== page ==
# Probability calculation problem for a ranked set sample

#### Blain Waan

##### New Member
Let us consider a case where a ranked set sampling scheme from $n^2$ subjects has been adopted. There are a total of $n$ RSS blocks. So each RSS block contains $n$ subjects. We will follow up them. Some of these subjects will fulfill a certain criterion and get a treatment and some will not be able to fulfill the criterion and will not get the treatment. Again the person who will be able to complete the criterion first in the 1st RSS block, who will be able to fulfill the criterion second in the 2nd RSS block $\ldots$ and last in the last RSS block will receive a "special treatment". So, if all fulfilled the criterion then we would expect $n$ subjects to receive the "special treatment". But we have observed that out of $n^2$ subjects $M$ patients do not fulfill the criterion hence receive no treatment.

The response times of the other $n^2-M$ subjects are known to us. We also know the lifetimes for $M$ non-responders. And it can happen that a subject dies before responding to the criterion. Now what should be the probability that the $i$-th subject gets the special treatment?

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**The way I tried:**

**1)** First of all the probability of getting the **special treatment** for those who do not fulfill the criterion is $0$.

**2)** If we order the response times of the $n^2-M$ patients, then say the response times are $x_1<x_2<\ldots<x_i<\ldots<x_{n^2-M}$. So for $i$ to be the $k$-th smallest in a RSS block $(k-1)$ $x$'s should come before $x_i$ from the $x$'s. Let, among the $M$ non-responders, $M_i$ were observed to die before $x_i$ remitted. There can also be lowest $0$ to highest $m=min\{(n-k),M_i\}$ elements from these $M_i$ non-responders before $x_i$.

After $x_i$, there will be $(n-k-m)$ elements from the rest of $(n^2-i-M_i)$ elements.

I want to find out the probability that the $i$-th subject gets the **special treatment**.

#### BGM

##### TS Contributor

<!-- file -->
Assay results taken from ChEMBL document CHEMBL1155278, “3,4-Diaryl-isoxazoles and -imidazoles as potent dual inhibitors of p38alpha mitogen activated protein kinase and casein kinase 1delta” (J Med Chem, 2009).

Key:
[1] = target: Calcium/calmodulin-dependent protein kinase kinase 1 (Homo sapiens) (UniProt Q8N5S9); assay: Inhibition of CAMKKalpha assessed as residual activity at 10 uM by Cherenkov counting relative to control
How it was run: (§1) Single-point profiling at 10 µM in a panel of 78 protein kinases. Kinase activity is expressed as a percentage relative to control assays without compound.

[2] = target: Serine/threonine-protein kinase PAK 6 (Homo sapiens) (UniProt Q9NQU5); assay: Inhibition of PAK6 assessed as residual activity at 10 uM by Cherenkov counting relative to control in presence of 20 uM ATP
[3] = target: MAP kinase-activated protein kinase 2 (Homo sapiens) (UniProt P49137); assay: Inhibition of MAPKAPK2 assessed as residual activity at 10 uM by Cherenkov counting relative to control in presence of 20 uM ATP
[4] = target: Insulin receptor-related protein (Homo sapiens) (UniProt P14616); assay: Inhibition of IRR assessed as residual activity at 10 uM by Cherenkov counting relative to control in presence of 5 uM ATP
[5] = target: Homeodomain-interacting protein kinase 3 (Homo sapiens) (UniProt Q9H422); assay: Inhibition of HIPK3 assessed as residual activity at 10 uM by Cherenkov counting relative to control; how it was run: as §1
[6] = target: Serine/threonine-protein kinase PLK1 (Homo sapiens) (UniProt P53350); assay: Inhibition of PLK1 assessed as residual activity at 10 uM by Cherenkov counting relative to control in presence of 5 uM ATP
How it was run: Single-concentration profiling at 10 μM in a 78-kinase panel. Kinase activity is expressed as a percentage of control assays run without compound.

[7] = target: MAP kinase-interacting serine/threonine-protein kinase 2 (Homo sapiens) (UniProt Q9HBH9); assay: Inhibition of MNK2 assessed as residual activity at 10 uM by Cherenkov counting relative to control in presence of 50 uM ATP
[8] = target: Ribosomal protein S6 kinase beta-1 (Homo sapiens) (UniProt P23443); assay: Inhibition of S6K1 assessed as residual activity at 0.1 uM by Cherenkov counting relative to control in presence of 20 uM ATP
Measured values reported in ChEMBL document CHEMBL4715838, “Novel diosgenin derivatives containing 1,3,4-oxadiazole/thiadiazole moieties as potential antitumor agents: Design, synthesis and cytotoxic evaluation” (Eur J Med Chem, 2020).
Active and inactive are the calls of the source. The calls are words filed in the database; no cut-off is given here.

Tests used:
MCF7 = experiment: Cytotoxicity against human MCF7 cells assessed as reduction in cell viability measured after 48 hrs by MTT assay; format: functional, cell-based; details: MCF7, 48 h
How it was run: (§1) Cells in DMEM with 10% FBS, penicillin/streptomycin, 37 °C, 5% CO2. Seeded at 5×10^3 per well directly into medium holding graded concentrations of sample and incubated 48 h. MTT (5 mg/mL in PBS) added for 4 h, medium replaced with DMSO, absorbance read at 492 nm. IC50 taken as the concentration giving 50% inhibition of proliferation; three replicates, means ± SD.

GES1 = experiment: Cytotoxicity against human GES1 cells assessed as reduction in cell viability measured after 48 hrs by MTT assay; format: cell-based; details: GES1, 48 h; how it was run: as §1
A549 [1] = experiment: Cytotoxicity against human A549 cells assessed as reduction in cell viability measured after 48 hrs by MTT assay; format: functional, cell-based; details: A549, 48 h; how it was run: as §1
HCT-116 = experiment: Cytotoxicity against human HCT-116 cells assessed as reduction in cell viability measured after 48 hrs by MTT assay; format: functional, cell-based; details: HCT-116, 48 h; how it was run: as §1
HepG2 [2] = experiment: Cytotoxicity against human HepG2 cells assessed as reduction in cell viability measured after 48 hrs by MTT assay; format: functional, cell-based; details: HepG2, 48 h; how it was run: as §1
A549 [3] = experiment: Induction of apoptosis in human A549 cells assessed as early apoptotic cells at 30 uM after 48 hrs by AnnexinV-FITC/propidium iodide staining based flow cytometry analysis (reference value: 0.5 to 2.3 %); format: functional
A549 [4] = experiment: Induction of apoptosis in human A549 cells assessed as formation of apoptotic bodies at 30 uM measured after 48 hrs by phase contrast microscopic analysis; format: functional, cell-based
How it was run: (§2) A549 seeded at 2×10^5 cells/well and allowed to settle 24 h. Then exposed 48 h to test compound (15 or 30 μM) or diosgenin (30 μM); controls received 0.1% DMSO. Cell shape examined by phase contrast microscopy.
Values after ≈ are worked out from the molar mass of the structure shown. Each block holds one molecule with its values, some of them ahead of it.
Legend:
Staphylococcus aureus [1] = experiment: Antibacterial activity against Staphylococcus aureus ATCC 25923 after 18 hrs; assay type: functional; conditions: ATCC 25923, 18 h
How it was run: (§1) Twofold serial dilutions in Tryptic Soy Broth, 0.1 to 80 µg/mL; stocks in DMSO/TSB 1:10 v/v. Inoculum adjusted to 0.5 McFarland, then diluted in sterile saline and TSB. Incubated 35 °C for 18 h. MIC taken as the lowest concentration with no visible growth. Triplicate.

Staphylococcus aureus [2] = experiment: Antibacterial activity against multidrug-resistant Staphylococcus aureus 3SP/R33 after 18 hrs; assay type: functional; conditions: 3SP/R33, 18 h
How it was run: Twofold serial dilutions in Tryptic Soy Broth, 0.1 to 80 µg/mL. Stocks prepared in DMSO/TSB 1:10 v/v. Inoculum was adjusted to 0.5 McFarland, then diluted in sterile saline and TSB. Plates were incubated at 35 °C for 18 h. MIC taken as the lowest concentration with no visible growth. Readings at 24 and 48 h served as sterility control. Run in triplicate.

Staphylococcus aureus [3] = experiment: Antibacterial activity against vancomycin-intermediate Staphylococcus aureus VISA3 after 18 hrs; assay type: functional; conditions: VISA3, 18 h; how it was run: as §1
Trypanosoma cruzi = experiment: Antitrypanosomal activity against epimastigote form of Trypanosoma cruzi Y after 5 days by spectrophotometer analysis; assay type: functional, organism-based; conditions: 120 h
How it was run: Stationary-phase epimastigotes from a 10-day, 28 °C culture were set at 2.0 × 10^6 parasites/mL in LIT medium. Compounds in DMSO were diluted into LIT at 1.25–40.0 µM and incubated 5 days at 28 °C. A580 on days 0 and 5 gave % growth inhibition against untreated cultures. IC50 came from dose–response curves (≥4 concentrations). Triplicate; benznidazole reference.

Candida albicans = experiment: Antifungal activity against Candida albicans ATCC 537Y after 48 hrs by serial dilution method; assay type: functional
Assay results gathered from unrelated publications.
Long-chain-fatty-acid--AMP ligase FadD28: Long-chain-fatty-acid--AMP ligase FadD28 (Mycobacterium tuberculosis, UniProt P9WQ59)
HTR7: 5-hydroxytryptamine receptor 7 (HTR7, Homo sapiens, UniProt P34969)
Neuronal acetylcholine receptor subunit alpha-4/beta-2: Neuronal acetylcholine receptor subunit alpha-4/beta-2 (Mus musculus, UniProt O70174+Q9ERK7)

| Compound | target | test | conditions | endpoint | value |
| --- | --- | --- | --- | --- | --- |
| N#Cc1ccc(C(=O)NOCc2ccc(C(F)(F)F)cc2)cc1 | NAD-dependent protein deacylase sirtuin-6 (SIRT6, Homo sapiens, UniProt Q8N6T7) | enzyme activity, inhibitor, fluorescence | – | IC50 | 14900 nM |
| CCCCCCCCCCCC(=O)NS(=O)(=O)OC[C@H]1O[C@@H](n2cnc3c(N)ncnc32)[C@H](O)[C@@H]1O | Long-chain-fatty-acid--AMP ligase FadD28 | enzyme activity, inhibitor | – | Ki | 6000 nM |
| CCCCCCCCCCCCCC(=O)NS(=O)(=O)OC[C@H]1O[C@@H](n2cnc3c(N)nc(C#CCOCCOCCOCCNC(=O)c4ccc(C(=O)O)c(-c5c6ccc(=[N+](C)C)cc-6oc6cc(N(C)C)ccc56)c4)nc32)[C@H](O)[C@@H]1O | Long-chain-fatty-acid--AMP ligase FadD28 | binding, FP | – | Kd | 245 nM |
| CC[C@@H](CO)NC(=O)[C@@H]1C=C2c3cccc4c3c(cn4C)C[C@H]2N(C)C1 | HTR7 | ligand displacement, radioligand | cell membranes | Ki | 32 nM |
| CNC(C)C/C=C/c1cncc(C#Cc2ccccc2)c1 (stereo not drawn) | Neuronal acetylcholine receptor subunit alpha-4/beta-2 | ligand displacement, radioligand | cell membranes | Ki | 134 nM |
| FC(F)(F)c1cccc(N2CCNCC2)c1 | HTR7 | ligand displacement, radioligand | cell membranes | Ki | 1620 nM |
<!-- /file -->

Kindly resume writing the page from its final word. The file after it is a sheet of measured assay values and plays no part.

Let say you have the distribution of the response time $$X_i$$ and the life time $$T_i$$ (maybe capped by the maximum experimental observation time) for the individuals.

First of all do you know if a particular $$i$$-th individual belongs to a specific block?

Let say given the $$i$$-th individual belongs to the $$k$$-th block. If I have understand your given information correctly, he gets a special treatment if he is the $$k$$-th responder in the block.

So now you need to condition on the number of responses in that block:

$$R_k = \sum_{i=1}^n \mathbf{1}\{X_i < T_i\}$$

If we have the nice i.i.d. assumptions on $$(X_i, T_i)$$, then $$R_k \sim \text{Binomial}(n, p = \Pr\{X_i < T_i\})$$

Note the individual has the possibility of obtaining the special treatment only when $$R_k \geq k$$.

When this happen, by the i.i.d. assumption the probability of the individual actually responded, i.e. $$X_i < T_i$$, given $$R_k = r$$ is just $$\frac {r} {n}$$

Also the rank of a particular individual in the responded group is just follow a discrete uniform distribution, i.e. the probability of being exactly having the $$k$$-th rank given $$R_k = r$$ is $$\frac {1} {r}$$.

Combining these things together, by Law of Total probability, the probability of a particular individual receiving the special treatment given he is located at the $$k$$-th block is

$$\sum_{r=k}^n \frac {1} {r} \frac {r} {n} \binom {n} {r} p^r (1 - p)^{n-r} = \frac {1} {n} \Pr\{R_k \geq k\}$$

Last but not least if the individual is uniformly selected over the $$n$$ possible blocks, then each block is equally-likely to be selected and thus the probability of belonging to a particular block will just be $$\frac {1} {n}$$ and by Law of Total Probability again, the unconditional probability will just be

$$\sum_{k=1}^n \frac {1} {n} \frac {1} {n} \Pr\{R_k \geq k\} = \frac {1} {n^2} \sum_{k=1}^n \Pr\{R_k \geq k\}$$

If the distribution among the blocks again is the same, the above summation will just be $$E[R_k]$$ and therefore the whole expression reduced to

$$\frac {1} {n^2} np = \frac {1} {n} \Pr\{X_i < T_i\}$$